I'd be willing to bet it'll be more like, the actual benefits caused by HDMI will not be enough for people to accept it. Though AVSers are loathe to admit it, not just most people but even most HDTV owners are perfectly content with 480p DVD. Outside of this forum I've never met anyone who's made an effort to get real HDTV content or anyone who knows or cares that HD-DVD or Blu-ray are coming. Given the choice between upgrading expensive hardware to be HDCP compliant or sticking with 480p to keep using their existing hardware--almost everyone outside this forum and hardcore geekdom will happily stick with 480p.

This is another reason why HD-DVD and Blu-ray won't be replacing DVD for many many years--we'll see a market for the foreseeable future where the vast majority of people are still using DVD and a large percentage of the HD-DVD/Blu-ray users are watching at 480p to avoid HDCP-related upgrades.

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post #25 of 34 Old 03-05-2005, 11:11 PM - Thread Starter
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Quote:
Originally posted by Sergei Esenin
I'd be willing to bet it'll be more like, the actual benefits caused by HDMI will not be enough for people to accept it. Though AVSers are loathe to admit it, not just most people but even most HDTV owners are perfectly content with 480p DVD. Outside of this forum I've never met anyone who's made an effort to get real HDTV content or anyone who knows or cares that HD-DVD or Blu-ray are coming. Given the choice between upgrading expensive hardware to be HDCP compliant or sticking with 480p to keep using their existing hardware--almost everyone outside this forum and hardcore geekdom will happily stick with 480p.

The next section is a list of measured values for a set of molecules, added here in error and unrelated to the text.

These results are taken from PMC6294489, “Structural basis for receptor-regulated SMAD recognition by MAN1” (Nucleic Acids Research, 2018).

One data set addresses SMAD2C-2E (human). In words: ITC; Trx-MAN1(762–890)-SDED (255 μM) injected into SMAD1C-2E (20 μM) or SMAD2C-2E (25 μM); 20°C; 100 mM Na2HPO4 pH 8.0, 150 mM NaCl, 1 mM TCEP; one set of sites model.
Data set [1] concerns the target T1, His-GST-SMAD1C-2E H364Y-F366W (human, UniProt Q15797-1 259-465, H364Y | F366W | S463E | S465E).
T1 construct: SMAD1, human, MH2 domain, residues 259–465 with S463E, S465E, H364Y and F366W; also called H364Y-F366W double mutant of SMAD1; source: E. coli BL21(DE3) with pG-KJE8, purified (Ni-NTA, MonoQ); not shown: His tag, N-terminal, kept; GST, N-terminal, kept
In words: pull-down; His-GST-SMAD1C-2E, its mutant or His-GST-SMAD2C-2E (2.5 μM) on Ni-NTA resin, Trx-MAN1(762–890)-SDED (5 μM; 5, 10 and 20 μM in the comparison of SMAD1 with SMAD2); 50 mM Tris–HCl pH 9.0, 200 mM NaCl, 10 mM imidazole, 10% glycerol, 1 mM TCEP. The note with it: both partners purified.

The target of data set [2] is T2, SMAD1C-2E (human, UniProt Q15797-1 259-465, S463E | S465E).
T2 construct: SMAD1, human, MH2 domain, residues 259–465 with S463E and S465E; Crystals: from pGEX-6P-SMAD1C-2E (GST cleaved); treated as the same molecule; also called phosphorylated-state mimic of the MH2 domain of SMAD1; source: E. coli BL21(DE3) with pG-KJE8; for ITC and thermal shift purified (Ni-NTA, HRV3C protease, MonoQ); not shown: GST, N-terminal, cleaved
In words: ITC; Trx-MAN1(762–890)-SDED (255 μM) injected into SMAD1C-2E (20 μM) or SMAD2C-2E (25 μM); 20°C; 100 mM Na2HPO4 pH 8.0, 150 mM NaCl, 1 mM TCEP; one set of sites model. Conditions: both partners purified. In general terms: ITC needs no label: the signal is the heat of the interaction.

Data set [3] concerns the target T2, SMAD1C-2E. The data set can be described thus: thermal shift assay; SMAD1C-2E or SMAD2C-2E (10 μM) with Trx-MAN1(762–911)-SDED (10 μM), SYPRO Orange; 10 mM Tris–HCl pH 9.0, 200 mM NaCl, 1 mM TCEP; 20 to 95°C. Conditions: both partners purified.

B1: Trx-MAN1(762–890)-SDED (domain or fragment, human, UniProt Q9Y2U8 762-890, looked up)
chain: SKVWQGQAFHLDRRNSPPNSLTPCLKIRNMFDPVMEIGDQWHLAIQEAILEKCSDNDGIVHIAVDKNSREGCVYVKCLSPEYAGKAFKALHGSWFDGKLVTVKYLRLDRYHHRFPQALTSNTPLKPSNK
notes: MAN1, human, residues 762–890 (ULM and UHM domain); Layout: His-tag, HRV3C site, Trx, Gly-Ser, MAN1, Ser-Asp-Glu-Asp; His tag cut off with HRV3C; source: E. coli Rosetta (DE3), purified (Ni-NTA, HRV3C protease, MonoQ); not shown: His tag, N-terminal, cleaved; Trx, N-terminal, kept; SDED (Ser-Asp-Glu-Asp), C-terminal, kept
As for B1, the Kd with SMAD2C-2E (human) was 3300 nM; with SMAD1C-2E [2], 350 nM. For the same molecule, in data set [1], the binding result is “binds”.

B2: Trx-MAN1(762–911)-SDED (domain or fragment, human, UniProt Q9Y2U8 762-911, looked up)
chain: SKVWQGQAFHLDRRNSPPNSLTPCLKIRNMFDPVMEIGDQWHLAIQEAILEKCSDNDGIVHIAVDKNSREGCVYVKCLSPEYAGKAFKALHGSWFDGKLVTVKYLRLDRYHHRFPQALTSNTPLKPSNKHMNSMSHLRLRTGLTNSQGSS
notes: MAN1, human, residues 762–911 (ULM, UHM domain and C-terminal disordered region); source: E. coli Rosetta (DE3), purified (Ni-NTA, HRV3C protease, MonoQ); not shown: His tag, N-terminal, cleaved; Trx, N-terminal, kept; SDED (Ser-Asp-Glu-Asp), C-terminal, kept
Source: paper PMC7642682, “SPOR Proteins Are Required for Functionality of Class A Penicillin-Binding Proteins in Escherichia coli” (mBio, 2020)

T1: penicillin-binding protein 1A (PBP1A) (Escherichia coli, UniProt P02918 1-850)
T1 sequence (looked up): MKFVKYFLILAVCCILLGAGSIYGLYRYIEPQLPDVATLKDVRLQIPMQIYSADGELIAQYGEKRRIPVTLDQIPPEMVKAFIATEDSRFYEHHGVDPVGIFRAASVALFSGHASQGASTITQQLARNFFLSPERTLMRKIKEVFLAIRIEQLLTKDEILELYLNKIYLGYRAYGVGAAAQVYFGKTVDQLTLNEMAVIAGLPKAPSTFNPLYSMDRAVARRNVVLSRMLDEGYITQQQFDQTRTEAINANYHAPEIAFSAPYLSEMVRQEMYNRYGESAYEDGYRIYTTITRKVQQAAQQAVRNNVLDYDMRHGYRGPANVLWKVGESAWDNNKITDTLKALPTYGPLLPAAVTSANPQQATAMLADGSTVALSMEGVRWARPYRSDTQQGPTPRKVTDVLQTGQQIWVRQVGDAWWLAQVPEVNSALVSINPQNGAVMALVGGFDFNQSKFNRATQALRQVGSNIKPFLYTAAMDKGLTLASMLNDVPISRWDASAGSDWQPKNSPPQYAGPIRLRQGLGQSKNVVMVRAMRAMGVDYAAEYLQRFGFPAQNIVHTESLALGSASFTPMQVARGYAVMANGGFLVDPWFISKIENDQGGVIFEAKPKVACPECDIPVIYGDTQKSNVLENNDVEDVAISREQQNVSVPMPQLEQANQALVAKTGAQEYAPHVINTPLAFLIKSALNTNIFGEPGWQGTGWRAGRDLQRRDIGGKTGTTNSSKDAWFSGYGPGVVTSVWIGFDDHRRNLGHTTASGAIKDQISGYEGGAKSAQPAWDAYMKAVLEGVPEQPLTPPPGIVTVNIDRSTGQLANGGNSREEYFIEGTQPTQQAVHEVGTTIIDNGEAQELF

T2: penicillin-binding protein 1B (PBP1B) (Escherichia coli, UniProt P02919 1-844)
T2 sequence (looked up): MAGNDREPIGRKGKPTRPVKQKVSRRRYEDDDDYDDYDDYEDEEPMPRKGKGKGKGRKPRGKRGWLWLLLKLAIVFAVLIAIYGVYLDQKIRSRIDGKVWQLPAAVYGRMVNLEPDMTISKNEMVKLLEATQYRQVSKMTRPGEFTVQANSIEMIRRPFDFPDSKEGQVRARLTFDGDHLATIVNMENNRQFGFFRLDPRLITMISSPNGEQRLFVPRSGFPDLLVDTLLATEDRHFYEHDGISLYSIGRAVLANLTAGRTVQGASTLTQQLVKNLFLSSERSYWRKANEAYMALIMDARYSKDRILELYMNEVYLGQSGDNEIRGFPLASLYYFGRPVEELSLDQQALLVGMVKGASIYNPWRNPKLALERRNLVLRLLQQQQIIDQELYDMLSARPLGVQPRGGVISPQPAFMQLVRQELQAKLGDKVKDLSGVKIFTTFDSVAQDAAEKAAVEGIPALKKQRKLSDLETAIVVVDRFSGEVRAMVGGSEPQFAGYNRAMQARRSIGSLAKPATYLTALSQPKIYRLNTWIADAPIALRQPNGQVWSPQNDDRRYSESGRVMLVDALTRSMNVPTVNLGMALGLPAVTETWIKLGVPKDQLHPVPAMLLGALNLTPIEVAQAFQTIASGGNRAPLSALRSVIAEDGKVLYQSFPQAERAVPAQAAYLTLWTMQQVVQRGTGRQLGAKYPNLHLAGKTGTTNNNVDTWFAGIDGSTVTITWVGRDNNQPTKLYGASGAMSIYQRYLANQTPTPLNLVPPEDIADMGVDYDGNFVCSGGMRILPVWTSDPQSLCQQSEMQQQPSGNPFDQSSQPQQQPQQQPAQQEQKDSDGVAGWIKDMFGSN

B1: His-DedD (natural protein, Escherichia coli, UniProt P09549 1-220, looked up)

The people who truly don't care about HDTV have only begun to buy them and their HDTVs will have HDMI or DVI-HDCP. The early adopters who cared about HD quality pictures are the ones with analog only HDTVs. Since they still care about HD most of them will upgrade their TVs sooner because of it. So in the end those who never cared that much about HD are the same ones who will never have to deal with the problem of HDCP compliance.

Though many people don't care that much about HD they will eventually begin to like it because they will see the difference. They may not actively search for it like people on this forum will but once Blu-ray players get cheap enough they will buy into it. In as little as 5 years half the households in the US will have HDTVs and those that don't will want one. I believe that by that time over half of all HDTV owners will have a Blu-ray player.

Quote:
Originally posted by Sergei Esenin
This is another reason why HD-DVD and Blu-ray won't be replacing DVD for many many years--we'll see a market for the foreseeable future where the vast majority of people are still using DVD and a large percentage of the HD-DVD/Blu-ray users are watching at 480p to avoid HDCP-related upgrades.
By the end of this year the majority of all HDTVs will have HDCP compliant inputs so over half of HDTVs in the US will not have a problems with Blu-ray. By the end of 2008 over 90% of all HDTVs will have HDCP compliant inputs and HDCP compliance will not be an issue by then. Personally I do not think it will take to long for Blu-ray to start outselling DVD but even if it does take 5 or more years it will not be related to HDCP compliance.
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post #26 of 34 Old 03-05-2005, 11:31 PM